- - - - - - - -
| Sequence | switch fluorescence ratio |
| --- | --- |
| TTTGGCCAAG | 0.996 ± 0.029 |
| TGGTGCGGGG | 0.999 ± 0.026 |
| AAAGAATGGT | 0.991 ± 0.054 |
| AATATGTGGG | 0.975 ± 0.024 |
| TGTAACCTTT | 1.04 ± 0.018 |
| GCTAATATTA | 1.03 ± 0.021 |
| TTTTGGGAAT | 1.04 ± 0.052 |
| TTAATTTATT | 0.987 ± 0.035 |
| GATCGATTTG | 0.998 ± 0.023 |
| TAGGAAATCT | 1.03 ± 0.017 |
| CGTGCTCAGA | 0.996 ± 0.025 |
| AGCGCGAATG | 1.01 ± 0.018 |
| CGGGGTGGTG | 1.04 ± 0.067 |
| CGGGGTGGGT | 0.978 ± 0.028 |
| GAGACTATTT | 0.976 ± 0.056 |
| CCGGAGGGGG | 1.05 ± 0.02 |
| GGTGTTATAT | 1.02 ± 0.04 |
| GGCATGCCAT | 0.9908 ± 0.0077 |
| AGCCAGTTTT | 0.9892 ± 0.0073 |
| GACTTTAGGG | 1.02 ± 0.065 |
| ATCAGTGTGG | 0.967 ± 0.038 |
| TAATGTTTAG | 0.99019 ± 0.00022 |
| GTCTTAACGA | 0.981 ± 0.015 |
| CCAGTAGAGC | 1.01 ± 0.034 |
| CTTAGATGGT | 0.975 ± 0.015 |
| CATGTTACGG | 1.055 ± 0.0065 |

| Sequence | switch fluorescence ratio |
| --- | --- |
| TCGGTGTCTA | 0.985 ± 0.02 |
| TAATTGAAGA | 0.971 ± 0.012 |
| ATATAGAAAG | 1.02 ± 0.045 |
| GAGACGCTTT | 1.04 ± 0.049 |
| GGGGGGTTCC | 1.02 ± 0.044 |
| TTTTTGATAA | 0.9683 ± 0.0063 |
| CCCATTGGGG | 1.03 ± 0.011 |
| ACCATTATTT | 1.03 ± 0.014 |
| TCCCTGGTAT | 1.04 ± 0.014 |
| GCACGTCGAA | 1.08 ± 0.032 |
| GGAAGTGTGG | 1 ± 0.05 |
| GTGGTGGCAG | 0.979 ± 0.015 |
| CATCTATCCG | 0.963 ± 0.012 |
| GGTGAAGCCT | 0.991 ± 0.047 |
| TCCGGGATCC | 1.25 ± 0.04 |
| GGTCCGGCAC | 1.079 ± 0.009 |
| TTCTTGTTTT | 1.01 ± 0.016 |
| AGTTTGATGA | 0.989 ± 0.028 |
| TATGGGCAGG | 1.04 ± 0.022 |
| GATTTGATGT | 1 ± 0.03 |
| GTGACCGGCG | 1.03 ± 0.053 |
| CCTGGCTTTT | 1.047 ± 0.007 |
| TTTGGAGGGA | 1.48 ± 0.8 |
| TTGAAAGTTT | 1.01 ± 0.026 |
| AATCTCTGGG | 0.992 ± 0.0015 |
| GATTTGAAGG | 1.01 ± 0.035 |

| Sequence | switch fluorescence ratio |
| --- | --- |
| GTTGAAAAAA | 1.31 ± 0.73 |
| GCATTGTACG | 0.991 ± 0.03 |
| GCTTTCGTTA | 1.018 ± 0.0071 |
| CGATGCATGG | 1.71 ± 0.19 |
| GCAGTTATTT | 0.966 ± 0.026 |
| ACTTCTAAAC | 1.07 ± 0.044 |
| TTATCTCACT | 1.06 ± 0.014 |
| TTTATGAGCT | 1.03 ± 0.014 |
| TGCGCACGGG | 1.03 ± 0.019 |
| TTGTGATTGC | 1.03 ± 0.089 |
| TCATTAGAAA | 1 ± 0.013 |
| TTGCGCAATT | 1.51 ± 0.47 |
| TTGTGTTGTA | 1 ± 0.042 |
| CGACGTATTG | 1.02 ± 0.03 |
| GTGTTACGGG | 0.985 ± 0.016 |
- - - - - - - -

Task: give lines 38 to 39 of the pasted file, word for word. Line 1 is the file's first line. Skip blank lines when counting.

| ACCATTATTT | 1.03 ± 0.014 |
| TCCCTGGTAT | 1.04 ± 0.014 |